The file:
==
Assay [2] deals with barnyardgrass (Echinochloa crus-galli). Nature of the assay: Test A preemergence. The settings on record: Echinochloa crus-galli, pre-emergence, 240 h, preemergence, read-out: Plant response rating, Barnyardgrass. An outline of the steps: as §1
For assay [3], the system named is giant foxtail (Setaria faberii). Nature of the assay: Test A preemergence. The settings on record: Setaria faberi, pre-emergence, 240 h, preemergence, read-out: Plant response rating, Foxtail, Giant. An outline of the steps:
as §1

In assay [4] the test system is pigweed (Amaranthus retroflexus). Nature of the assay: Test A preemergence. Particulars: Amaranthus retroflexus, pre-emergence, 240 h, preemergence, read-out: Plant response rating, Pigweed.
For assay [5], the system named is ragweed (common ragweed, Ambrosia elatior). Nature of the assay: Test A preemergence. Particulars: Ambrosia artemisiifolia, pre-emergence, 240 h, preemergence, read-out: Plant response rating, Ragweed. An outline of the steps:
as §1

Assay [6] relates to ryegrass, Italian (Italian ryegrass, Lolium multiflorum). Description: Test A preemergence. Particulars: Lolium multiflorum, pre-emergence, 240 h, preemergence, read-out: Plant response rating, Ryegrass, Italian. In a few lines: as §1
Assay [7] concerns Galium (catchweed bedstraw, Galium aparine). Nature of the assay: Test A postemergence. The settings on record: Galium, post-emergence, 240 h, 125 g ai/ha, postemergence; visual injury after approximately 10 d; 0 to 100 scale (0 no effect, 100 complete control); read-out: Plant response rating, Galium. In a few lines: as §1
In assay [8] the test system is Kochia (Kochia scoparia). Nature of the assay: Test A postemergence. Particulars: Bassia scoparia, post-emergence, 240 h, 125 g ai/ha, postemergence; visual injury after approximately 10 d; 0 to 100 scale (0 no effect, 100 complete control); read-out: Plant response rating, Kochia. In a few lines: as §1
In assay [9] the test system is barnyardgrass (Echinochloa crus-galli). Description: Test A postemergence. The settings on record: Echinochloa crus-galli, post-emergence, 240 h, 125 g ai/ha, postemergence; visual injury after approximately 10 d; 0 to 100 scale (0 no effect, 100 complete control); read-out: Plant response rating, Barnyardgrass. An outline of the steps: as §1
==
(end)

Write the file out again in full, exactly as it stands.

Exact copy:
Assay [2] deals with barnyardgrass (Echinochloa crus-galli). Nature of the assay: Test A preemergence. The settings on record: Echinochloa crus-galli, pre-emergence, 240 h, preemergence, read-out: Plant response rating, Barnyardgrass. An outline of the steps: as §1
For assay [3], the system named is giant foxtail (Setaria faberii). Nature of the assay: Test A preemergence. The settings on record: Setaria faberi, pre-emergence, 240 h, preemergence, read-out: Plant response rating, Foxtail, Giant. An outline of the steps:
as §1

In assay [4] the test system is pigweed (Amaranthus retroflexus). Nature of the assay: Test A preemergence. Particulars: Amaranthus retroflexus, pre-emergence, 240 h, preemergence, read-out: Plant response rating, Pigweed.
For assay [5], the system named is ragweed (common ragweed, Ambrosia elatior). Nature of the assay: Test A preemergence. Particulars: Ambrosia artemisiifolia, pre-emergence, 240 h, preemergence, read-out: Plant response rating, Ragweed. An outline of the steps:
as §1

Assay [6] relates to ryegrass, Italian (Italian ryegrass, Lolium multiflorum). Description: Test A preemergence. Particulars: Lolium multiflorum, pre-emergence, 240 h, preemergence, read-out: Plant response rating, Ryegrass, Italian. In a few lines: as §1
Assay [7] concerns Galium (catchweed bedstraw, Galium aparine). Nature of the assay: Test A postemergence. The settings on record: Galium, post-emergence, 240 h, 125 g ai/ha, postemergence; visual injury after approximately 10 d; 0 to 100 scale (0 no effect, 100 complete control); read-out: Plant response rating, Galium. In a few lines: as §1
In assay [8] the test system is Kochia (Kochia scoparia). Nature of the assay: Test A postemergence. Particulars: Bassia scoparia, post-emergence, 240 h, 125 g ai/ha, postemergence; visual injury after approximately 10 d; 0 to 100 scale (0 no effect, 100 complete control); read-out: Plant response rating, Kochia. In a few lines: as §1
In assay [9] the test system is barnyardgrass (Echinochloa crus-galli). Description: Test A postemergence. The settings on record: Echinochloa crus-galli, post-emergence, 240 h, 125 g ai/ha, postemergence; visual injury after approximately 10 d; 0 to 100 scale (0 no effect, 100 complete control); read-out: Plant response rating, Barnyardgrass. An outline of the steps: as §1